02 December 2008

Things I did not know this morning: 'What's in a name?' edition

Christopher Hitchens writes
When Salman Rushdie wrote, in The Moor's Last Sigh in 1995, that 'those who hated India, those who sought to ruin it, would need to ruin Bombay,' he was alluding to the Hindu chauvinists who had tried to exert their own monopoly in the city and who had forcibly renamed it—after a Hindu goddess—Mumbai. We all now collude with this, in the same way that most newspapers and TV stations do the Burmese junta's work for it by using the fake name Myanmar. (Bombay's hospital and stock exchange, both targets of terrorists, are still called by their right name by most people, just as Bollywood retains its 'B.')
Hitchens points to another Slate article which explains:
When did Bombay become Mumbai?

Officially, in 1995. That year, the right-wing Hindu nationalist party Shiv Sena won elections in the state of Maharashtra and presided over a coalition that took control of the state assembly. After the election, the party announced that the port city had been renamed after the Hindu goddess Mumbadevi, the city's patron deity. Federal agencies, local businesses, and newspapers were ordered to adopt the change.

I actually wondered about this when I titled yesterday's post "Mumbai," but wasn't in the mood to look into it. Now, as they say, I've learned something.

I've always thought the connotations of demo- and geonymics to be pretty interesting stuff.

I had a history teacher in high school that would become mightily offended if students dared to use what she thought of as the ignorant, Eurocentric name Genghis Khan, preferring, at various times, Cengiz Han, Jenghis Khan, or Chinggis Qan. I was never clear why a Turkic name for a Mongolian leader was less imperialist or more proper than an English one, especially since the class was being taught in English. I was even less clear why, if she was going through all the trouble to achieve "authenticity", she would want to pick from amongst terms that are actually titles instead of using Tem├╝jin, which is the fellow's actual name.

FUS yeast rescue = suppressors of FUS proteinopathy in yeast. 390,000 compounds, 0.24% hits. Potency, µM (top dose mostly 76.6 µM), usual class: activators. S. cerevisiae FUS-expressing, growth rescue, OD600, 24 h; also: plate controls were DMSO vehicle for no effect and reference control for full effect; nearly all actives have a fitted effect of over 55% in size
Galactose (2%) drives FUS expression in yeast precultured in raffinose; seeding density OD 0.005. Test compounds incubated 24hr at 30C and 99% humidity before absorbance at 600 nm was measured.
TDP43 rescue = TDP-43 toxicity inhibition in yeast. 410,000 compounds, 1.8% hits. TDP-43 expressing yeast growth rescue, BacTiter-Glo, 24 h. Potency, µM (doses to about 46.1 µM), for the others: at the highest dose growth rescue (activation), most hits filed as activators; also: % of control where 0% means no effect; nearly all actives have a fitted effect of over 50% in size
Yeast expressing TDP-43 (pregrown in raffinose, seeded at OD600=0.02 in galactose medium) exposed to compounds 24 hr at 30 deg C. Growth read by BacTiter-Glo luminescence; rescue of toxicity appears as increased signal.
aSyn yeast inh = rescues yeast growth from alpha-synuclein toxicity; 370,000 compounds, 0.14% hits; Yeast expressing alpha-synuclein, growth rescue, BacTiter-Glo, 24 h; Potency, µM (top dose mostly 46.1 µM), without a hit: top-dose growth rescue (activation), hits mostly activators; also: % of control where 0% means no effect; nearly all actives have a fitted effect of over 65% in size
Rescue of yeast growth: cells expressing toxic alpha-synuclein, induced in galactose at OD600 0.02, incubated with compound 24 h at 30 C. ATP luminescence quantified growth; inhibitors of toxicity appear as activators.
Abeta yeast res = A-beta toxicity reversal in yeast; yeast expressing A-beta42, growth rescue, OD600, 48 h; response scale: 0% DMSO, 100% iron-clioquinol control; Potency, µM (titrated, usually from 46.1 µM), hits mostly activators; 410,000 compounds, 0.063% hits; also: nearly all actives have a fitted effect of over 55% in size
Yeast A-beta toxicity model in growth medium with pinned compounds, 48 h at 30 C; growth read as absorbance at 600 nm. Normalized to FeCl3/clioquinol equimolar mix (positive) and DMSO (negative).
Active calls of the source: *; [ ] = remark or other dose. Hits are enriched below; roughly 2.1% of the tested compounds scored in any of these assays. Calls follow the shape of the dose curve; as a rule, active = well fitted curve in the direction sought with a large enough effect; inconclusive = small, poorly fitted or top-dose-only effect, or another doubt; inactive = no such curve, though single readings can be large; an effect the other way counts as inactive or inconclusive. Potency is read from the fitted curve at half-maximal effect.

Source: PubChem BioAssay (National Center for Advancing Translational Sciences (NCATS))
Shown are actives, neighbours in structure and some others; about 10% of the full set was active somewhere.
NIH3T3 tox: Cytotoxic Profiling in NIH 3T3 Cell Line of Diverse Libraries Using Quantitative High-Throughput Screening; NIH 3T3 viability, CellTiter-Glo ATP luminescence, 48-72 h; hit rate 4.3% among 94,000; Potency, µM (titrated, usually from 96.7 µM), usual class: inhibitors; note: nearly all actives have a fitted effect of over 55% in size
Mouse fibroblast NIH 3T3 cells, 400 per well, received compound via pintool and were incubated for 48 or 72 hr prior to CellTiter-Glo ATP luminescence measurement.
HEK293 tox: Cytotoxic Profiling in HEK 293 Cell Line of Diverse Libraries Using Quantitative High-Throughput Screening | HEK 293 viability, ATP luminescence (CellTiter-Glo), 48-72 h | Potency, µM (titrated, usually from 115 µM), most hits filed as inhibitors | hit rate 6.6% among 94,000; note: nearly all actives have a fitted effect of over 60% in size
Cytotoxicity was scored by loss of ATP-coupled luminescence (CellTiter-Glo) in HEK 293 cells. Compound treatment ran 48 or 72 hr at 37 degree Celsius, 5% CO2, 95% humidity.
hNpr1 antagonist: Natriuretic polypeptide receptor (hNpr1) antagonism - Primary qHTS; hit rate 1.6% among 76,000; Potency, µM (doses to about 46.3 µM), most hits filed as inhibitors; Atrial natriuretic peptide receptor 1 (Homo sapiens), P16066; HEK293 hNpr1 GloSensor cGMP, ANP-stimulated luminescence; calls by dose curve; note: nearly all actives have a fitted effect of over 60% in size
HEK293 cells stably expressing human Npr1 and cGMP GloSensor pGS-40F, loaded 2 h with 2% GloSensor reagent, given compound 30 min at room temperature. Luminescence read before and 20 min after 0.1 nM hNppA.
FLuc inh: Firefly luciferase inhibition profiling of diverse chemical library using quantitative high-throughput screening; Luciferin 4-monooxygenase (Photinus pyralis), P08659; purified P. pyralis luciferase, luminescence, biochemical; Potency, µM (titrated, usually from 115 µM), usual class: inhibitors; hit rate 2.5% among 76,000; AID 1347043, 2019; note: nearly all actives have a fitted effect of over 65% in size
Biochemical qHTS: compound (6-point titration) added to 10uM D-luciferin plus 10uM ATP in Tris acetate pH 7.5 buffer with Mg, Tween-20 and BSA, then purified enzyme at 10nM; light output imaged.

I actually had this very argument with her at one point. Like all people over a certain age do when trapped in a logical corner by those decades younger she resorted to "because I said so." This woman, by the way, put very much worth in her membership in a generation which was "radical" and "challenged authority." Eventually I gave up arguing and simply began correcting her every time she used an English name in place of a more authentic one. "Cristoforo Columbo," I would point out helpfully. "Iosif Vissarionovich Dzhugashvili," I would interject. Because I said so, indeed.

2 comments:

  1. I grew up in India. I believe Mumbai was the original name for the city, and Bombay the Anglicized version. Most of the people called it Mumbai anyway, especially when talking in English. The "right" name for anything is completely arbitrary, but in this case it doesn't appear like they were that wrong in renaming it -- they were restoring the original name that was mostly in use anyway. Similarly with Calcutta --that's an Anglicized version of Kolkatta, the original name.

    I have no cites to back this up, though. this is just based on what I remember.

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  2. Thanks for the info. For the record, I wasn't trying to weigh in in favor of either Mumbai or Bombay. Like you say, a lot of these decisions are so arbitrary but can carry hefty political connotations for some people.

    For instance I've always thought it interesting that all of the style sheets were changed a decade or two ago to start using Beijing instead of Peking, but few people have switched to using Firenze instead of Florence.

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